China safety scandals represent advantage for foreign dairy firms – analyst

By Mark Astley

- Last updated on GMT

Western dairy firm food standards represent advantage in China

Related tags Dairy co-operative arla Milk

Western food safety standards represent a definite advantage to foreign firms attempting to enter the growing Chinese dairy market, an industry analyst has told

China’s dairy industry, which is growing at a rate of around 10% per annum, has in recent years been blighted by a series of contamination scandals which have led to hundreds of thousands of cases of illness and dozens of deaths.

According to Euromonitor senior company analyst, Ildiko Szalai, an unscathed food safety record is a “strong marketing advantage” ​for any dairy firms attempting to enter the growing Chinese market, which is expected to overtake the US as the world’s largest dairy market by 2020.

Firms such as New Zealand dairy exporter, Fonterra and Swiss food and beverage giant Nestlé already have an established presence in China.

Earlier this month, Danish dairy co-operative Arla Foods announced that it had signed a deal with Chinese dairy giant Mengniu, which will in time see it increase its dairy offering in the country.

Since Arla’s announcement, some media outlets have suggested that multinational dairy firms are attempting to cash in on China’s poor food safety record - positioning themselves as a safe alternative to products manufactured in the country.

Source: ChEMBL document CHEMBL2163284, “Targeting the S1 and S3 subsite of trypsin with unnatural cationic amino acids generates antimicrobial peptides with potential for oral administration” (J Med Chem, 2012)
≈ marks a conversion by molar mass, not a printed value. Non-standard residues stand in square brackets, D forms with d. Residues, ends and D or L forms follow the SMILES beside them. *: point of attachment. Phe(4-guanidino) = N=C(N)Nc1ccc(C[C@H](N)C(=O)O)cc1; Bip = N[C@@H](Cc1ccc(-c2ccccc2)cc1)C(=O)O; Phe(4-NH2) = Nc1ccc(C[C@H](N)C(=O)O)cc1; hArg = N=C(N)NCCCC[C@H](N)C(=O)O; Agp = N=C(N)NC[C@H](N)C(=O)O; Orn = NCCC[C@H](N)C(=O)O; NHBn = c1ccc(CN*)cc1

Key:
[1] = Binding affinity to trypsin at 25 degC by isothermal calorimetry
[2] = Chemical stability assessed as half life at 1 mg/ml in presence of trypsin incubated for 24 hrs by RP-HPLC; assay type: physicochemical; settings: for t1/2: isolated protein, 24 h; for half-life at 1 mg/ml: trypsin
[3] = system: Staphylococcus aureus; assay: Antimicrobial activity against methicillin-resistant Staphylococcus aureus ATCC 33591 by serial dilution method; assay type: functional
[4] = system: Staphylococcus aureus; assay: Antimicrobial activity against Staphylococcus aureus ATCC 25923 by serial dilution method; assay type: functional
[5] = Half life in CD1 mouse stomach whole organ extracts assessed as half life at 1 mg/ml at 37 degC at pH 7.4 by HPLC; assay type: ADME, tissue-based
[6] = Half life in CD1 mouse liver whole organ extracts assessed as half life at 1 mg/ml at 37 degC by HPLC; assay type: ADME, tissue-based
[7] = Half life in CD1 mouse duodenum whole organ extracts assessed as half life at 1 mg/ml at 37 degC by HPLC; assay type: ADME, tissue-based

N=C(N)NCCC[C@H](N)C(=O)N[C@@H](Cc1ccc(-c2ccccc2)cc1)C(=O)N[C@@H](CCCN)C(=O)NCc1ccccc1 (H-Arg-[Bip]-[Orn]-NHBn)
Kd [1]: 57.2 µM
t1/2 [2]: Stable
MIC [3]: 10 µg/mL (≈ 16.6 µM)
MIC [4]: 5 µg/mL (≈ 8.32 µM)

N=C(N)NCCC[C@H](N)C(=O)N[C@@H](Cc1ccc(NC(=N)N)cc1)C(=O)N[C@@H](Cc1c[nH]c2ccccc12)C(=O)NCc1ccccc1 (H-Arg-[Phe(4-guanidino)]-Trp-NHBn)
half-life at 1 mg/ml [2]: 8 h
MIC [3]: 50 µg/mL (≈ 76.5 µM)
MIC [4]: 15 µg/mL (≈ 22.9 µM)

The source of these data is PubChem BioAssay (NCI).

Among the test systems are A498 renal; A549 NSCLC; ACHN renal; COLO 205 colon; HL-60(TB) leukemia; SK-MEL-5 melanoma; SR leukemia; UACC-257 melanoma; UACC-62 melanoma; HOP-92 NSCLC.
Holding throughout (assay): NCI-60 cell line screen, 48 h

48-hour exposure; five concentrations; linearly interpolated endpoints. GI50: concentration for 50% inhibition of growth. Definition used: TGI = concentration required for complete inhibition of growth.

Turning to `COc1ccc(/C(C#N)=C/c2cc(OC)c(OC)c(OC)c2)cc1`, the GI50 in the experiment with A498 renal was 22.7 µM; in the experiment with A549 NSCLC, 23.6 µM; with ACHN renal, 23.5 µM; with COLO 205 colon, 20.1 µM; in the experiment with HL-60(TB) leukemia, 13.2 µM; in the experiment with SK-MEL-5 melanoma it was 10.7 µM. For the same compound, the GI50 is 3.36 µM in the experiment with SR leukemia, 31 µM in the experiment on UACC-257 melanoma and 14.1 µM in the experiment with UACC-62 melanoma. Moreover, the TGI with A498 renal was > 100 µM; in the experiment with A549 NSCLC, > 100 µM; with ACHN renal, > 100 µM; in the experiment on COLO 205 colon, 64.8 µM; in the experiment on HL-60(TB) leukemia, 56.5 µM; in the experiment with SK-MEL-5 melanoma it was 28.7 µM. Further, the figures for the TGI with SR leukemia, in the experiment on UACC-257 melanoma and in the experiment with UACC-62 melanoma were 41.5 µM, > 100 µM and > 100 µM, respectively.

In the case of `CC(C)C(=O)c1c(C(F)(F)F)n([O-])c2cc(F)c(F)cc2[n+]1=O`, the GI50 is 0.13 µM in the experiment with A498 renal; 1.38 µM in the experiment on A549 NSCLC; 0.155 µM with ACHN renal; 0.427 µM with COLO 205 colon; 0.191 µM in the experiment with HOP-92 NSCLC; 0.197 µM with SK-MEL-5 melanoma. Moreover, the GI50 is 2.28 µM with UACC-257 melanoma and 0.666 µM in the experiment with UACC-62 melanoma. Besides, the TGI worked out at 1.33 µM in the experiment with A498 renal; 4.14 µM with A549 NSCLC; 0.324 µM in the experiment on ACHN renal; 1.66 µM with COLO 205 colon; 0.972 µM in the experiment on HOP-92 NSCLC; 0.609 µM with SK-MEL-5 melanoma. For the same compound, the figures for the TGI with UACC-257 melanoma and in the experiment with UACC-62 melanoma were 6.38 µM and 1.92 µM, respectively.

“It’s not a nice thing to say,” ​said Szalai. “I can see their point, but I wouldn’t say that myself.”

Marketing advantage

“Food safety is definitely an advantage for international dairy industry players such as Arla,”​ said Szalai.

“They may be able to offer consumers a safer product option, with less chance on contamination. It is a definite marketing advantage benefit for these multinational dairy industry players.”

The safety of dairy products has been a public concerns in China since 2008, when at least six babies died and 300,000 were sickened after consuming milk formula contaminated with melamine.

Earlier this week, Yili – one of China’s biggest dairy businesses – initiated a recall for six months’ worth of all ‘QuanYou’ infant formula products after elevated levels of toxic heavy metal, mercury, were detected.

“Big multinational players can offer safer products and are more active in innovation. They also have a wider portfolio of products to address trends,” ​Szalai said.

Wider portfolio

Through its deal with Mengniu, which involves an investment of DKK 1.7bn ($290m, €230m), Arla will gain access to additional sales and distribution channels – increasing its Chinese market offering from milk powder to a wider range of dairy products.

Arla expects Chinese turnover to increase five-fold as a result of the agreement – which will also see it hold an approximate 6% interest in the company.

“Arla is building on an existing relationship; they are extending into a wider range of product markets,” ​Szalai said.

“The Chinese market offers many opportunities to dairy firms from the West, but this is not without obstacles,” ​she added.

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